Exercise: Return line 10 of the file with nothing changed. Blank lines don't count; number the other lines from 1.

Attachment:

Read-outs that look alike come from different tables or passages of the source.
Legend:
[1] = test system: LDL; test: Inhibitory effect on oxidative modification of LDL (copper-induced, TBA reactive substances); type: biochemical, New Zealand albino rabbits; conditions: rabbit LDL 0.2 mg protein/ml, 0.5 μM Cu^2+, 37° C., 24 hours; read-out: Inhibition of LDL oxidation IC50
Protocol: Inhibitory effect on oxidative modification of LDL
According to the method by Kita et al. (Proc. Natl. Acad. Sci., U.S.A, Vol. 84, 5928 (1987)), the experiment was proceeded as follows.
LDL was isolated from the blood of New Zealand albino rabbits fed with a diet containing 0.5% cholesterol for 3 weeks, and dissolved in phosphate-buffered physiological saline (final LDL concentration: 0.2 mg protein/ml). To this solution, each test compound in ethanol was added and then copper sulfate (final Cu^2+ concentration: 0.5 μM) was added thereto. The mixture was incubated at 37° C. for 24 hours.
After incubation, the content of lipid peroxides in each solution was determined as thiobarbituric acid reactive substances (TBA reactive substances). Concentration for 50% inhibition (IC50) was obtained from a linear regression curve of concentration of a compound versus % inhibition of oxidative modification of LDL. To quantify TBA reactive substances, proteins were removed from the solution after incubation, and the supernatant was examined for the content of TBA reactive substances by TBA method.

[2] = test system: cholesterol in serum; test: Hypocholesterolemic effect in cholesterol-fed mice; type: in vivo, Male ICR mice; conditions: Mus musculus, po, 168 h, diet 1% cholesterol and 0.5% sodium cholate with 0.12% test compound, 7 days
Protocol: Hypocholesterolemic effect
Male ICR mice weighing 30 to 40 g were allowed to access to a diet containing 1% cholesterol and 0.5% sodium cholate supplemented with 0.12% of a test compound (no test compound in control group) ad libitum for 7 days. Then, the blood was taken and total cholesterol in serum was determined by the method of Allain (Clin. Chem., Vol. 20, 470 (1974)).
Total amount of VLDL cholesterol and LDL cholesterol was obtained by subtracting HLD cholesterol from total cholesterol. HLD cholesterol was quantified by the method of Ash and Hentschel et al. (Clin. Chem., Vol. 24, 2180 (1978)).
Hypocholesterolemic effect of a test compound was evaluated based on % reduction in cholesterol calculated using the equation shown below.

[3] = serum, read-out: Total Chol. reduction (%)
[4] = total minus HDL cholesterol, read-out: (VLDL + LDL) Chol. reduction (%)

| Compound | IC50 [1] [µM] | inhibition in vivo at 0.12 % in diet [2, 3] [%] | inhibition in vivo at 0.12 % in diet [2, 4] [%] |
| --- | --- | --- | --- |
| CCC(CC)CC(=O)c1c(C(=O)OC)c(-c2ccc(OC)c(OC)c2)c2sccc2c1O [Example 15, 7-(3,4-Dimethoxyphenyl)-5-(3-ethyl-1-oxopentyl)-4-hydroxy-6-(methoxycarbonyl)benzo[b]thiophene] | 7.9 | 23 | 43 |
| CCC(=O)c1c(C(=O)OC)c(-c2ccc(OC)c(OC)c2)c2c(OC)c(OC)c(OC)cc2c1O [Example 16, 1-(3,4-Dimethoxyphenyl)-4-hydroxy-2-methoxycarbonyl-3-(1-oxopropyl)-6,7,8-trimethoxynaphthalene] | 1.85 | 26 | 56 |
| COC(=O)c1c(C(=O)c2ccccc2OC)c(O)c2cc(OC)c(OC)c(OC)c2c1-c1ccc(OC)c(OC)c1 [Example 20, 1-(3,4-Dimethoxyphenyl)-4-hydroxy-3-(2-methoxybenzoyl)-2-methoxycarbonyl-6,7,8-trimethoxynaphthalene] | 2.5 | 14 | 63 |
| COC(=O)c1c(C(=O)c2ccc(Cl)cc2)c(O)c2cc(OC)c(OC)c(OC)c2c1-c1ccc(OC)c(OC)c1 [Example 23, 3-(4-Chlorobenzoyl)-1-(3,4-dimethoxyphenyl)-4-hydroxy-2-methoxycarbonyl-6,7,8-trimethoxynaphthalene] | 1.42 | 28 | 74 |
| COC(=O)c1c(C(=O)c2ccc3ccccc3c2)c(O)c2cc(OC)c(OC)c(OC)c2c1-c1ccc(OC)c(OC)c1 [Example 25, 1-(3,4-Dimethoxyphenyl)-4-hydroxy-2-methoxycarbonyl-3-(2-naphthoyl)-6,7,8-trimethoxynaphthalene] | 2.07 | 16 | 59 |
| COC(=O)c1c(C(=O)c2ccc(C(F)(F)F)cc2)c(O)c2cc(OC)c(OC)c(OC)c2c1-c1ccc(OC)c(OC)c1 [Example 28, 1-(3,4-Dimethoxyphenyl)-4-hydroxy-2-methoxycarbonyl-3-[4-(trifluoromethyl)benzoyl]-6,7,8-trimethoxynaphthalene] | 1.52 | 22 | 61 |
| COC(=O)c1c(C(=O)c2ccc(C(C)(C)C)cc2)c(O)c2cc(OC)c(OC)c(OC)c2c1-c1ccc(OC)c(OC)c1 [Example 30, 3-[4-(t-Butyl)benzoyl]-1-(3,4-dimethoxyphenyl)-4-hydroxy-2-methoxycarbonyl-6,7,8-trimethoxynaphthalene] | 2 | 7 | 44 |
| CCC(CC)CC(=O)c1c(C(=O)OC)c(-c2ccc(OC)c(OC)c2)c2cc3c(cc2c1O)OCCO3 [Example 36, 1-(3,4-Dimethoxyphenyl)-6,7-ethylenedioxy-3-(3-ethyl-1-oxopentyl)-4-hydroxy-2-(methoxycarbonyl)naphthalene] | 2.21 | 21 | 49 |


Male ICR mice weighing 30 to 40 g were allowed to access to a diet containing 1% cholesterol and 0.5% sodium cholate supplemented with 0.12% of a test compound (no test compound in control group) ad libitum for 7 days. Then, the blood was taken and total cholesterol in serum was determined by the method of Allain (Clin. Chem., Vol. 20, 470 (1974)).